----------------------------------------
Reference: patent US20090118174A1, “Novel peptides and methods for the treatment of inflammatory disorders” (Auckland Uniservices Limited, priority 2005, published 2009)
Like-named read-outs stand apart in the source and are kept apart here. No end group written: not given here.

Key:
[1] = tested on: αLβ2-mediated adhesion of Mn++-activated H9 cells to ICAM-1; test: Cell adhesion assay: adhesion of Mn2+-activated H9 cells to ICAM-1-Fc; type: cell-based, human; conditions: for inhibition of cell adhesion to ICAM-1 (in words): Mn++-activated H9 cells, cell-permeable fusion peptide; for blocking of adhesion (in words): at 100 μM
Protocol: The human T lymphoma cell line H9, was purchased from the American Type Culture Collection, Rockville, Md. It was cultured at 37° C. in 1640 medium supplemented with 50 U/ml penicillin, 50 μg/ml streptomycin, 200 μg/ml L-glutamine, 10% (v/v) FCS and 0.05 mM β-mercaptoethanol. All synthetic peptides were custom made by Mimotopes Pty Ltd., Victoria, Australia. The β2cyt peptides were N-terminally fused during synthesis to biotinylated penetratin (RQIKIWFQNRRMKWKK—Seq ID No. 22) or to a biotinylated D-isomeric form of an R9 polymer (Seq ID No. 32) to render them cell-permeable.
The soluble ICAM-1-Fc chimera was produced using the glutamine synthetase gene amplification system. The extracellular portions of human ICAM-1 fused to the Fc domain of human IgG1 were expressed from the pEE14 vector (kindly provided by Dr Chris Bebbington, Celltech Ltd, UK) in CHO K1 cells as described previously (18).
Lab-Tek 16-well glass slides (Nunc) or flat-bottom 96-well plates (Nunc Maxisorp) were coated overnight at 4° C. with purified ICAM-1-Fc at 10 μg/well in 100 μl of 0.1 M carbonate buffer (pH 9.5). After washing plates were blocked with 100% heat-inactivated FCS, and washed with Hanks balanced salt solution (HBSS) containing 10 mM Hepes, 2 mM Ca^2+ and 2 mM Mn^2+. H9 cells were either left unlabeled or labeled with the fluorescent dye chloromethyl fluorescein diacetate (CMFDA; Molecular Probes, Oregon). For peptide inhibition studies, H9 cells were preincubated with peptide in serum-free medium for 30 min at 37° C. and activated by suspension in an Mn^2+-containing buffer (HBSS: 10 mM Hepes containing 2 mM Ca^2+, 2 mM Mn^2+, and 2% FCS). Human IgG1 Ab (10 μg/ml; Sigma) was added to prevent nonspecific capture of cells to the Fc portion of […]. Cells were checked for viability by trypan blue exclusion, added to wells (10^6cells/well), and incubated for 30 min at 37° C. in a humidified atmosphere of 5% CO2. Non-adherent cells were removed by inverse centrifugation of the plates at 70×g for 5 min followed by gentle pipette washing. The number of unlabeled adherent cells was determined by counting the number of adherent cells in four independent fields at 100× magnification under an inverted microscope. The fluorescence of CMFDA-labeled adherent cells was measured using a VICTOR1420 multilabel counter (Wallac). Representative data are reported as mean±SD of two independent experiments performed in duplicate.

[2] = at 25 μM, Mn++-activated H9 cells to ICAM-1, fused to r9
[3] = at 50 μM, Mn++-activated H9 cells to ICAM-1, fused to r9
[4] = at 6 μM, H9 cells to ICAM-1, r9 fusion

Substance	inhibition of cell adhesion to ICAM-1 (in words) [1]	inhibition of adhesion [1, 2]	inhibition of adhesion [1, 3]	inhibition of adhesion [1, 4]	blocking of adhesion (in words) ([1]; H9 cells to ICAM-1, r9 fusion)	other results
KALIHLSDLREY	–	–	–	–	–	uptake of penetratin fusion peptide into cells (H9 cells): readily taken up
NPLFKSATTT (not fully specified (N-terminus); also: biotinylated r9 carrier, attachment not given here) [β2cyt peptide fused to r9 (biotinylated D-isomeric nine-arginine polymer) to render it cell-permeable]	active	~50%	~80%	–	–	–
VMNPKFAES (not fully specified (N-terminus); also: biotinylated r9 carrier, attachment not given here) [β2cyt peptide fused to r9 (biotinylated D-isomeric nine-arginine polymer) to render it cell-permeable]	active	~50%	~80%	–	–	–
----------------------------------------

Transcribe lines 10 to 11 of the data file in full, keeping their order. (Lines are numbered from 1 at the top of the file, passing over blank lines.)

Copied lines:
[4] = at 6 μM, H9 cells to ICAM-1, r9 fusion

Substance	inhibition of cell adhesion to ICAM-1 (in words) [1]	inhibition of adhesion [1, 2]	inhibition of adhesion [1, 3]	inhibition of adhesion [1, 4]	blocking of adhesion (in words) ([1]; H9 cells to ICAM-1, r9 fusion)	other results